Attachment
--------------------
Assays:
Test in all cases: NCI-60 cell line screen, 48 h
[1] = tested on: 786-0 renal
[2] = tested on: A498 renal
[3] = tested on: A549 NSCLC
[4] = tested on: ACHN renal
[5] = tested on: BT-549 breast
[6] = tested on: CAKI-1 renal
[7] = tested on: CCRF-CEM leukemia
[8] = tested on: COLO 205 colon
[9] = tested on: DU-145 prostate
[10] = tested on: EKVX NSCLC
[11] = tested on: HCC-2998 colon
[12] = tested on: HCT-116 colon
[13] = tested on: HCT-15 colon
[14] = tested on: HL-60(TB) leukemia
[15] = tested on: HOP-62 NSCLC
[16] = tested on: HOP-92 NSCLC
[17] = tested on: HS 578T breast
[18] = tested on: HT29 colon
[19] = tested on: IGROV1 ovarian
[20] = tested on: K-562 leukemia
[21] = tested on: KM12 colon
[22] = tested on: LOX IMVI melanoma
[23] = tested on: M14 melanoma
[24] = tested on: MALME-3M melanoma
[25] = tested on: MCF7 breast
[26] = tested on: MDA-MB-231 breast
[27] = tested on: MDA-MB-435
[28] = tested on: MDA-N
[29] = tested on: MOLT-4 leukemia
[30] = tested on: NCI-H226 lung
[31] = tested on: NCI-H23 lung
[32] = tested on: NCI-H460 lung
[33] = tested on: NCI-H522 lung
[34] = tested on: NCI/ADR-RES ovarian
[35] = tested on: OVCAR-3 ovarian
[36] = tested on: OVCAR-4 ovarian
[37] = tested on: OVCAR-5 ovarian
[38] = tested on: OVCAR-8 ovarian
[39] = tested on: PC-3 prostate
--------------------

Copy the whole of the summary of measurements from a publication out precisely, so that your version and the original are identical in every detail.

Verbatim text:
Assays:
Test in all cases: NCI-60 cell line screen, 48 h
[1] = tested on: 786-0 renal
[2] = tested on: A498 renal
[3] = tested on: A549 NSCLC
[4] = tested on: ACHN renal
[5] = tested on: BT-549 breast
[6] = tested on: CAKI-1 renal
[7] = tested on: CCRF-CEM leukemia
[8] = tested on: COLO 205 colon
[9] = tested on: DU-145 prostate
[10] = tested on: EKVX NSCLC
[11] = tested on: HCC-2998 colon
[12] = tested on: HCT-116 colon
[13] = tested on: HCT-15 colon
[14] = tested on: HL-60(TB) leukemia
[15] = tested on: HOP-62 NSCLC
[16] = tested on: HOP-92 NSCLC
[17] = tested on: HS 578T breast
[18] = tested on: HT29 colon
[19] = tested on: IGROV1 ovarian
[20] = tested on: K-562 leukemia
[21] = tested on: KM12 colon
[22] = tested on: LOX IMVI melanoma
[23] = tested on: M14 melanoma
[24] = tested on: MALME-3M melanoma
[25] = tested on: MCF7 breast
[26] = tested on: MDA-MB-231 breast
[27] = tested on: MDA-MB-435
[28] = tested on: MDA-N
[29] = tested on: MOLT-4 leukemia
[30] = tested on: NCI-H226 lung
[31] = tested on: NCI-H23 lung
[32] = tested on: NCI-H460 lung
[33] = tested on: NCI-H522 lung
[34] = tested on: NCI/ADR-RES ovarian
[35] = tested on: OVCAR-3 ovarian
[36] = tested on: OVCAR-4 ovarian
[37] = tested on: OVCAR-5 ovarian
[38] = tested on: OVCAR-8 ovarian
[39] = tested on: PC-3 prostate